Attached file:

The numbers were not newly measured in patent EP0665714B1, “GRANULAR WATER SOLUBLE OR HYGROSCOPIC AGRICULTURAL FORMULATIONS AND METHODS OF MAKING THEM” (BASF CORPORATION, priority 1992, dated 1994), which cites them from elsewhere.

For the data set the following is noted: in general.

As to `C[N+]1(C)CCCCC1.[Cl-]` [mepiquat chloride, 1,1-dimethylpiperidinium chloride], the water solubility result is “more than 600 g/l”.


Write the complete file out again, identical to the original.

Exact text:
The numbers were not newly measured in patent EP0665714B1, “GRANULAR WATER SOLUBLE OR HYGROSCOPIC AGRICULTURAL FORMULATIONS AND METHODS OF MAKING THEM” (BASF CORPORATION, priority 1992, dated 1994), which cites them from elsewhere.

For the data set the following is noted: in general.

As to `C[N+]1(C)CCCCC1.[Cl-]` [mepiquat chloride, 1,1-dimethylpiperidinium chloride], the water solubility result is “more than 600 g/l”.